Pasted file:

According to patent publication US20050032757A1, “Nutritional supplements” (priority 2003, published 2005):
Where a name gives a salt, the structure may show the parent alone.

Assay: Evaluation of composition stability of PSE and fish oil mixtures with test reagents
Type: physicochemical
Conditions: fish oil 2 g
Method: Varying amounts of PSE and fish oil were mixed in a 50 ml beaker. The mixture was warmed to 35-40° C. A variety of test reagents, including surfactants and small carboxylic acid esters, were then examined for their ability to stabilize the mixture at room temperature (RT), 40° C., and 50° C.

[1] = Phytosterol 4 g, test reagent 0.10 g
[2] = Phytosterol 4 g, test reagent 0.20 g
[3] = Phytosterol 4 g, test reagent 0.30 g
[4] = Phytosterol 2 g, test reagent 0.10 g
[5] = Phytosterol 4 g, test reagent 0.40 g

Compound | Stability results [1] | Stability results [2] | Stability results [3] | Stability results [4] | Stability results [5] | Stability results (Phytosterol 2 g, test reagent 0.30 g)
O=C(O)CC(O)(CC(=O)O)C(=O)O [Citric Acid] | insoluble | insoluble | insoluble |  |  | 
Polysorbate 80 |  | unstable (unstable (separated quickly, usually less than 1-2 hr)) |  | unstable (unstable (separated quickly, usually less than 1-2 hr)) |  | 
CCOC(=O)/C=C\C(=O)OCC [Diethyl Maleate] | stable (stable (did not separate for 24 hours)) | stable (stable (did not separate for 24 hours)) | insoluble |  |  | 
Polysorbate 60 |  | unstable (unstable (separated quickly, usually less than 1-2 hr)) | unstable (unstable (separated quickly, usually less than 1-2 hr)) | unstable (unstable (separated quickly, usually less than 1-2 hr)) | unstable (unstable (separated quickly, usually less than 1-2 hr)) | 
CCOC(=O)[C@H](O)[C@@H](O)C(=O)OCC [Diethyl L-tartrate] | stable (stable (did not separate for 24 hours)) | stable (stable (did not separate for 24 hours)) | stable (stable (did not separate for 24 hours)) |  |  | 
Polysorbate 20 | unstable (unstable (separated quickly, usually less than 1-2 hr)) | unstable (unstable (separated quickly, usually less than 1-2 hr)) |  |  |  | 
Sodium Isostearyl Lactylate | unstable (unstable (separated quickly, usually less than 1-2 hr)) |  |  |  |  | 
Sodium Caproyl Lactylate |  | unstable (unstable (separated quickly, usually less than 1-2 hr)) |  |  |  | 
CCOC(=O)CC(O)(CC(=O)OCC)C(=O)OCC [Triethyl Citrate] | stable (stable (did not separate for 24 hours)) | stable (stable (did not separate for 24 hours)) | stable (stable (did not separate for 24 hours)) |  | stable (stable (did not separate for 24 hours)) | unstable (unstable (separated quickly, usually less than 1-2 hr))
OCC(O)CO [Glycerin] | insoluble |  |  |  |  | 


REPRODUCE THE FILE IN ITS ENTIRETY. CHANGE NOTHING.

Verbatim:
According to patent publication US20050032757A1, “Nutritional supplements” (priority 2003, published 2005):
Where a name gives a salt, the structure may show the parent alone.

Assay: Evaluation of composition stability of PSE and fish oil mixtures with test reagents
Type: physicochemical
Conditions: fish oil 2 g
Method: Varying amounts of PSE and fish oil were mixed in a 50 ml beaker. The mixture was warmed to 35-40° C. A variety of test reagents, including surfactants and small carboxylic acid esters, were then examined for their ability to stabilize the mixture at room temperature (RT), 40° C., and 50° C.

[1] = Phytosterol 4 g, test reagent 0.10 g
[2] = Phytosterol 4 g, test reagent 0.20 g
[3] = Phytosterol 4 g, test reagent 0.30 g
[4] = Phytosterol 2 g, test reagent 0.10 g
[5] = Phytosterol 4 g, test reagent 0.40 g

Compound | Stability results [1] | Stability results [2] | Stability results [3] | Stability results [4] | Stability results [5] | Stability results (Phytosterol 2 g, test reagent 0.30 g)
O=C(O)CC(O)(CC(=O)O)C(=O)O [Citric Acid] | insoluble | insoluble | insoluble |  |  | 
Polysorbate 80 |  | unstable (unstable (separated quickly, usually less than 1-2 hr)) |  | unstable (unstable (separated quickly, usually less than 1-2 hr)) |  | 
CCOC(=O)/C=C\C(=O)OCC [Diethyl Maleate] | stable (stable (did not separate for 24 hours)) | stable (stable (did not separate for 24 hours)) | insoluble |  |  | 
Polysorbate 60 |  | unstable (unstable (separated quickly, usually less than 1-2 hr)) | unstable (unstable (separated quickly, usually less than 1-2 hr)) | unstable (unstable (separated quickly, usually less than 1-2 hr)) | unstable (unstable (separated quickly, usually less than 1-2 hr)) | 
CCOC(=O)[C@H](O)[C@@H](O)C(=O)OCC [Diethyl L-tartrate] | stable (stable (did not separate for 24 hours)) | stable (stable (did not separate for 24 hours)) | stable (stable (did not separate for 24 hours)) |  |  | 
Polysorbate 20 | unstable (unstable (separated quickly, usually less than 1-2 hr)) | unstable (unstable (separated quickly, usually less than 1-2 hr)) |  |  |  | 
Sodium Isostearyl Lactylate | unstable (unstable (separated quickly, usually less than 1-2 hr)) |  |  |  |  | 
Sodium Caproyl Lactylate |  | unstable (unstable (separated quickly, usually less than 1-2 hr)) |  |  |  | 
CCOC(=O)CC(O)(CC(=O)OCC)C(=O)OCC [Triethyl Citrate] | stable (stable (did not separate for 24 hours)) | stable (stable (did not separate for 24 hours)) | stable (stable (did not separate for 24 hours)) |  | stable (stable (did not separate for 24 hours)) | unstable (unstable (separated quickly, usually less than 1-2 hr))
OCC(O)CO [Glycerin] | insoluble |  |  |  |  | 